The number of confirmed coronavirus cases in developing nations in Asia is relatively low when compared to those in other regions, but that is unlikely to be the good news optimists hope it is. The Asian Development Bank (ADB) conducted a data analysis suggesting the low figures are due to less testing—meaning there’s a danger the contagion could explode as cases go undetected.
ADB consultants Trinh Long and Peter Morgan looked at the number of tests and infections in Asian nations, and then compared them to the income per capita in those nations. Their study showed a “strongly positive relationship” in which wealthier nations had more “aggressive testing programs,” while poorer nations did far less testing per capita, they said.
“The prevalence of the virus in Asian emerging economies has been surprisingly subdued on the whole, so far,” Long and Morgan said in an analysis for the ADB Institute shared by email Friday. They added, “There are two possible interpretations—either people in lower-income economies have higher immunity, or those economies have less testing.”
There is no evidence to suggest people’s income has something to do with their immunity to a virus. Many of the developing nations in the analysis also are in hot climates, including India, Indonesia, Malaysia, Pakistan, the Philippines and Thailand. People have said COVID-19 could go away in hotter weather. The World Health Organization, however, says on its “myth busters” page this is not true.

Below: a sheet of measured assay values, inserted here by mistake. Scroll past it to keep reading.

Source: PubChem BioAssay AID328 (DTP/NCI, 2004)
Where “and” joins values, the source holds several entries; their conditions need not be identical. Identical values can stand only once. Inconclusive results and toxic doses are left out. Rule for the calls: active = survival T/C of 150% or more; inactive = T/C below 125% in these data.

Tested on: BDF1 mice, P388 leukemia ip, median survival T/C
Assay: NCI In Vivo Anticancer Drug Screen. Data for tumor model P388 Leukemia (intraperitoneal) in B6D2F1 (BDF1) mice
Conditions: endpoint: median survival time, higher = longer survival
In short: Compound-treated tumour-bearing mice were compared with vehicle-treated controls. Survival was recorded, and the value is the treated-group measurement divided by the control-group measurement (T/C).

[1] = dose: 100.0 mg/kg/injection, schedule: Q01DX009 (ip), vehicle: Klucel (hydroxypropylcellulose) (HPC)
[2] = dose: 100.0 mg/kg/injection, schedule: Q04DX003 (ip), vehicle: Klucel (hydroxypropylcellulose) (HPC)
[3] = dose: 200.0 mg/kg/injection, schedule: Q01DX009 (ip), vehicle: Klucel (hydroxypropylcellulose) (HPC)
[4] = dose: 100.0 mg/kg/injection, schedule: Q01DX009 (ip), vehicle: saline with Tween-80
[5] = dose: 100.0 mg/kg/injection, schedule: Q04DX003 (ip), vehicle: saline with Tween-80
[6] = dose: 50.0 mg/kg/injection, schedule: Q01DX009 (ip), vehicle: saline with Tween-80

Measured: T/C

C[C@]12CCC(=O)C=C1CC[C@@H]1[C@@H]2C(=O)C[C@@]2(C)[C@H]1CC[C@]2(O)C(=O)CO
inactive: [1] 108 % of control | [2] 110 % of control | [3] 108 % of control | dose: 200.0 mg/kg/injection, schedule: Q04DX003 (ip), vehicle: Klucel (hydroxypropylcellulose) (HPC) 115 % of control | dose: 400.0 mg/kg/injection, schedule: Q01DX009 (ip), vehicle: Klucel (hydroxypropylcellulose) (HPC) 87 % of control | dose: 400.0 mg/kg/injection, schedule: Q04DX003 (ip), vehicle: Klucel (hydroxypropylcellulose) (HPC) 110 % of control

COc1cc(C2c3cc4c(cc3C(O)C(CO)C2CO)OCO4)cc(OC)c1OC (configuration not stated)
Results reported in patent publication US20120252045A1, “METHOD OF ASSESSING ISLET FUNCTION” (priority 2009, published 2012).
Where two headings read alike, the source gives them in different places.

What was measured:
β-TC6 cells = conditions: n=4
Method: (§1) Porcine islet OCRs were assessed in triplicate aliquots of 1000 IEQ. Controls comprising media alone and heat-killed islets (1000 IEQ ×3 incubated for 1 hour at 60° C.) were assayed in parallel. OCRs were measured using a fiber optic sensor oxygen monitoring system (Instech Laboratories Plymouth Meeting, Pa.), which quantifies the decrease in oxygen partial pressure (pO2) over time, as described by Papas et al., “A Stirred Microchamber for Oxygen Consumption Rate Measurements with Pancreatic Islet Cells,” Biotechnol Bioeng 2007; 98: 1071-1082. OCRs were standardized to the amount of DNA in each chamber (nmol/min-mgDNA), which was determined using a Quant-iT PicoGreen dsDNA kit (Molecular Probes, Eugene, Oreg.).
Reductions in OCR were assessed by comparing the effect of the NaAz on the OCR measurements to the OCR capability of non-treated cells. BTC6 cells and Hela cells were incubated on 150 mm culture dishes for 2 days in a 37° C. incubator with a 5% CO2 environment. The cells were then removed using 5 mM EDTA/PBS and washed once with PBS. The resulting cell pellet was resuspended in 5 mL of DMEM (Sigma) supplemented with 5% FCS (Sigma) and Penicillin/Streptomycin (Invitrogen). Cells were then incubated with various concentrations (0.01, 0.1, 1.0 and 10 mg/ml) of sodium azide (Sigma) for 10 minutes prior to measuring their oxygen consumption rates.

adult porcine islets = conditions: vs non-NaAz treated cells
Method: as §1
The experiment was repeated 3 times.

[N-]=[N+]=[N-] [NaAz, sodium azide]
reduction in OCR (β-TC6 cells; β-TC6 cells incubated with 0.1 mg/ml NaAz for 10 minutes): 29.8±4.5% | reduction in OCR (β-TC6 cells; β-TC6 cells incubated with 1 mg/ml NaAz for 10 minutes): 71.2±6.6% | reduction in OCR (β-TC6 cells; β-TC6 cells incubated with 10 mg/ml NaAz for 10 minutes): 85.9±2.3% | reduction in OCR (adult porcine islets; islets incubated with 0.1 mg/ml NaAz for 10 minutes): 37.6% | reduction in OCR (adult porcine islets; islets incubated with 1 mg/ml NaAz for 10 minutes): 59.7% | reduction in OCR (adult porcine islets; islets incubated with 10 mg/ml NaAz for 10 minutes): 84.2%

“COVID-19 virus can be transmitted in areas with hot and humid climates,” the WHO said. “You can catch COVID-19, no matter how sunny or hot the weather is.”
In the absence of testing, people have used other proxies to deduce if rates of infection or death linked to the virus may be higher than are reported.
In the Indonesia capital of Jakarta, the number of funerals rose 40% in March, which the governor attributes to the virus, according to Reuters. The Economist magazine is compiling data that shows how many deaths various governments are reporting, compared with the number of deaths usually expected this time of year.
There is more than one factor that might explain why test rates are so low in developing nations in Asia, according to the ADB Institute’s Long, a project consultant, and Morgan, a senior consulting economist. These include cost, expertise and facilities.
“First, simply obtaining testing kits may be difficult due to their cost and competition with advanced countries for limited supplies,” they said. “Even if testing kits reach a country, the capacity to use them may be limited due to inadequacies in the health care system, a lack of laboratory facilities, or a relatively high share of the rural population, which is more difficult to reach. Country-level strategies may focus on testing only those with symptoms, rather than trying to sample the whole population.”
Not testing those without symptoms, however, could affect a nation’s ability to control the pandemic, they say.
Long and Morgan are calling on development agencies like theirs to aid nations to get test kits, provide medical care and buttress the economy from coronavirus impact. Without aid, they said, there is a “risk of rapid increases in infection rates in the future.”